Higgins’s work for Walsh’s campaign is not a violation of campaign finance rules, and Bosio praised her hire as “one of the best decisions I’ve ever made.” But should Walsh find himself in a competitive race, whether for mayor or another office, Higgins’s growing behind-the-scenes role could invite scrutiny, even from those not intimately attuned to the inner workings of campaigns.
“It’s the kind of thing that voters are concerned about. It looks like nepotism in some form,” said Maurice Cunningham, a University of Massachusetts Boston professor who has written extensively about campaign finance issues.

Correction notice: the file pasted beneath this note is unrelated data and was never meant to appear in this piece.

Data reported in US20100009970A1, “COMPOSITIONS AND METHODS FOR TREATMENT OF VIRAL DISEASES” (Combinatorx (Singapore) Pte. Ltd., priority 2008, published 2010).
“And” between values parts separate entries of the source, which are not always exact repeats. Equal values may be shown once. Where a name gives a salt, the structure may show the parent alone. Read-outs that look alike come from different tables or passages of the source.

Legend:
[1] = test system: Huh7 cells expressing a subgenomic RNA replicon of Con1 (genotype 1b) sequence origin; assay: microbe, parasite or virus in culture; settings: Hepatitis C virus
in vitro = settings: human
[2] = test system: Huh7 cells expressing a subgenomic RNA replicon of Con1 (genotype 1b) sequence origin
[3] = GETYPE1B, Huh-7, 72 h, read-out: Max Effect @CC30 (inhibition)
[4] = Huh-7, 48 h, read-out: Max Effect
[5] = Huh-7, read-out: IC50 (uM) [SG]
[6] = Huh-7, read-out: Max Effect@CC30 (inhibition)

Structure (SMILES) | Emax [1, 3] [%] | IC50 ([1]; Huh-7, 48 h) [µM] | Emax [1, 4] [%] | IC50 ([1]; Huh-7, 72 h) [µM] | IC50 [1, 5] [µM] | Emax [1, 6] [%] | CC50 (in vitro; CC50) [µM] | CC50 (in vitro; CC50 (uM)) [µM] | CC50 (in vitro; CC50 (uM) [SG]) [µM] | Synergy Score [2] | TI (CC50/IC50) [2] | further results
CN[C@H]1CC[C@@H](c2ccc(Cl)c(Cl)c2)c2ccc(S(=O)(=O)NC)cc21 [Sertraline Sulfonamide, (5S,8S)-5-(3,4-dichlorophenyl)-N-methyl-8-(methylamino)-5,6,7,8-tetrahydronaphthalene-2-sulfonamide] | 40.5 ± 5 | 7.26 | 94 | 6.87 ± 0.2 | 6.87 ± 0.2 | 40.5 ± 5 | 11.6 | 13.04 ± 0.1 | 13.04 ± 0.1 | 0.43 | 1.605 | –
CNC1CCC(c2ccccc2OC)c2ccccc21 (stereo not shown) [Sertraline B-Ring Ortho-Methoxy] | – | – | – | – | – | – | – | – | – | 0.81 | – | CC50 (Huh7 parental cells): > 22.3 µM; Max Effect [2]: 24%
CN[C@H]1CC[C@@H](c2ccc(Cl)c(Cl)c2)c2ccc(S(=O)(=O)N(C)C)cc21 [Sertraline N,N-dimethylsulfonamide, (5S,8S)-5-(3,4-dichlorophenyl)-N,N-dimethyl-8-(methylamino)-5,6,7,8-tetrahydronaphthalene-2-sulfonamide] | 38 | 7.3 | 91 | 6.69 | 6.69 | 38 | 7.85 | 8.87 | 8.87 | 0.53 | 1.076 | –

“It’s sort of an old-school way of doing things, and with politics changing rapidly, it sort of stands out,” he said of Higgins’s role. “The [firm’s] other clients suggest that this is a very well-respected operation that does a very good job. But if you have a fund-raising firm that has three people, essentially, and one of them is your girlfriend, it suggests she has a larger role than people understood.”
Months after Higgins had joined LB Strategies in 2014, Walsh acknowledged that she was helping to ensure his campaign complied with state fund-raising laws, but he told the Globe then that her job was “mostly working for Laurie Bosio on other things.”
Now, Higgins — who shares a home with Walsh in Dorchester — is involved in much of the work LB Strategies performs for the mayor, in addition to helping other clients on fund-raising events, said Costello, Walsh’s spokeswoman.
Costello provided an undated e-mail from a state Ethics Commission attorney, saying that Higgins’s work for Walsh would not create potential conflict-of-interest issues because she wasn’t a public employee.